Typically, the compensation you're entitled to after a car accident is the sum total cost of your injuries and car repairs. When calculating the value of damage to your vehicle, important details that should be taken into account include the initial value of the automobile, its condition at the time of the accident, the depreciated amount, and the mileage. Additionally, when estimating the costs of repairs, one must look at the cost of the specific parts that need replacing, rather than providing an average figure for repairing rear-end damage, for example.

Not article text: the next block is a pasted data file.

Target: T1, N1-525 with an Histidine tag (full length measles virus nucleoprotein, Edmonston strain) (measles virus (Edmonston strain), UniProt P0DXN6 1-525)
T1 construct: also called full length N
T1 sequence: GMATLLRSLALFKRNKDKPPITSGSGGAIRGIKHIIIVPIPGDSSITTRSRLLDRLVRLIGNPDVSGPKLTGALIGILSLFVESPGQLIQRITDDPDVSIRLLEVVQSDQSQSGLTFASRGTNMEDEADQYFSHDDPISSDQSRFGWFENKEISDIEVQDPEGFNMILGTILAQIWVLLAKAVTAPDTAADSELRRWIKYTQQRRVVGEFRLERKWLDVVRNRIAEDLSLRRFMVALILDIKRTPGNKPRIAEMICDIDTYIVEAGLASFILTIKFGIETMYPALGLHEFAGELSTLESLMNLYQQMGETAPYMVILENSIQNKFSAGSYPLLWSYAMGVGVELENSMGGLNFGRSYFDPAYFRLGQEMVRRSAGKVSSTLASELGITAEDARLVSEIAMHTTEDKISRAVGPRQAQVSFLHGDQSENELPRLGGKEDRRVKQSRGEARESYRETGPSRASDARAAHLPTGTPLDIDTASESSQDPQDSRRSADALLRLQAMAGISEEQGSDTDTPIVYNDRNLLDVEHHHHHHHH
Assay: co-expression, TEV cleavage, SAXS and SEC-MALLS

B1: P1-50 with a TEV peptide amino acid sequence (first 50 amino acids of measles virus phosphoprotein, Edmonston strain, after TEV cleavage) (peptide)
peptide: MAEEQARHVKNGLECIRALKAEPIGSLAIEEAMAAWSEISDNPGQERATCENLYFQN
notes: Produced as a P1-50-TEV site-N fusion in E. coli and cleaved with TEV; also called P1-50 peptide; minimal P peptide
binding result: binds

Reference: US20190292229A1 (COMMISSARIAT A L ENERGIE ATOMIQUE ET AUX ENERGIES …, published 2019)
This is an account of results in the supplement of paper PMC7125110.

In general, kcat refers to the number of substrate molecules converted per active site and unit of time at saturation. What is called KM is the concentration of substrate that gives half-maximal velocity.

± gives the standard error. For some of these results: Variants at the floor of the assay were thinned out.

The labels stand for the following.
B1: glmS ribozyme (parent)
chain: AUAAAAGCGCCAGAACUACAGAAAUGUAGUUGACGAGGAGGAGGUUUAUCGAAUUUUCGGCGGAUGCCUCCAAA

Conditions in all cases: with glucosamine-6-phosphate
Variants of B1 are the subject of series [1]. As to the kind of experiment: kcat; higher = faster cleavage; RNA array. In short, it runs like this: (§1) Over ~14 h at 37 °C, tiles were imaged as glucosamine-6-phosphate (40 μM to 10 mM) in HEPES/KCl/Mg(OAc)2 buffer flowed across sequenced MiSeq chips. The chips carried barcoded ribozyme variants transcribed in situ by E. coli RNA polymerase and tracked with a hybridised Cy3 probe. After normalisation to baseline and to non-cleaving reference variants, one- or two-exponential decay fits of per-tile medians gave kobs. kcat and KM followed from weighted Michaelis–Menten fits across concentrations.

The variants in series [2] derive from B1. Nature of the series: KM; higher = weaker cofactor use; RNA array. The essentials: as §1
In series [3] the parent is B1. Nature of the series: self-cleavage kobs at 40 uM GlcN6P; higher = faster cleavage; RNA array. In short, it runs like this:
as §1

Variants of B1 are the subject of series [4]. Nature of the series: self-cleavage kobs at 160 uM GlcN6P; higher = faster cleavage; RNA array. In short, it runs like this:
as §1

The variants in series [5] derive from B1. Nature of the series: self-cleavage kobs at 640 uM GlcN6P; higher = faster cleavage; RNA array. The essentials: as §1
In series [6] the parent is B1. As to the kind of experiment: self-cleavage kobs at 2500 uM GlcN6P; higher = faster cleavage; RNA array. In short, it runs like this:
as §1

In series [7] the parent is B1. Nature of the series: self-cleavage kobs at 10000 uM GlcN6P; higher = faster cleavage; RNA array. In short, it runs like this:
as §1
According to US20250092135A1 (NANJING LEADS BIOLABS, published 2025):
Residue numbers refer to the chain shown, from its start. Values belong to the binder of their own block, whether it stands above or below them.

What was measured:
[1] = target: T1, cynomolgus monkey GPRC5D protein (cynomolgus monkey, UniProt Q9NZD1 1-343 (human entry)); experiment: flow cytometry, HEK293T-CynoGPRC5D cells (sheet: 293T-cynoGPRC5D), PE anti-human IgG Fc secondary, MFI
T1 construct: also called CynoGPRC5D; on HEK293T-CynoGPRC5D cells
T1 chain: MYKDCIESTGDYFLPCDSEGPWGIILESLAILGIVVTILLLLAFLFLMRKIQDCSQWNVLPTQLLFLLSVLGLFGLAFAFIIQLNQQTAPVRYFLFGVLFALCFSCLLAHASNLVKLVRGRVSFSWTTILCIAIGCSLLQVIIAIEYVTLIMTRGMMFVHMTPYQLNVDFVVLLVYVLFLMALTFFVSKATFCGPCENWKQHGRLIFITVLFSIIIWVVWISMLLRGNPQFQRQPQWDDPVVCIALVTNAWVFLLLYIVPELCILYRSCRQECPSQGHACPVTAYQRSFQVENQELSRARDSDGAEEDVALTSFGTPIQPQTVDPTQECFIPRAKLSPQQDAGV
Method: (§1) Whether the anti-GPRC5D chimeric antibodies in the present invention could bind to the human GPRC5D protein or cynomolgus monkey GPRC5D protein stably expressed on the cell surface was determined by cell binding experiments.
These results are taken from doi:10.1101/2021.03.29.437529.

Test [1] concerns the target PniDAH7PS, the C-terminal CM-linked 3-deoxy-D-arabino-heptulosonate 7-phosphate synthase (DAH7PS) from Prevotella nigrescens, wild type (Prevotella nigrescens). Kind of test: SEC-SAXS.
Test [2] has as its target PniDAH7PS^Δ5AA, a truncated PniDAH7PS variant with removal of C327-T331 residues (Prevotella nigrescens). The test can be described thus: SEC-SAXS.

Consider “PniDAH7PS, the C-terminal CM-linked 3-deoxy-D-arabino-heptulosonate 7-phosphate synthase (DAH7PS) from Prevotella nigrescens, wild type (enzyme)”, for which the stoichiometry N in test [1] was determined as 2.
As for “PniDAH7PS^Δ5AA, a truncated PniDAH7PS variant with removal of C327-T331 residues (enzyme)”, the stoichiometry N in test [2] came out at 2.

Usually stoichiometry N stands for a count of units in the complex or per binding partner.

Injuries are far more difficult to calculate because unlike car parts or automobiles, there is no market price for a body part or type of injury. Furthermore, the effects of an injury vary from person to person. For instance, if there is a car accident involving a young athlete and a retired elderly woman, and the athlete loses a limb, they would experience far greater financial, emotional, and psychological pain and suffering than the elderly woman, who is no longer working. Whereas the athlete’s earning capacity will be greatly diminished and the course of their life will change, the grandmother will likely face fewer long-term consequences.
Once your lawyer has collected all of the necessary information, they will use a formula to evaluate your claim’s value, the most common being the multiplier method and the per diem method.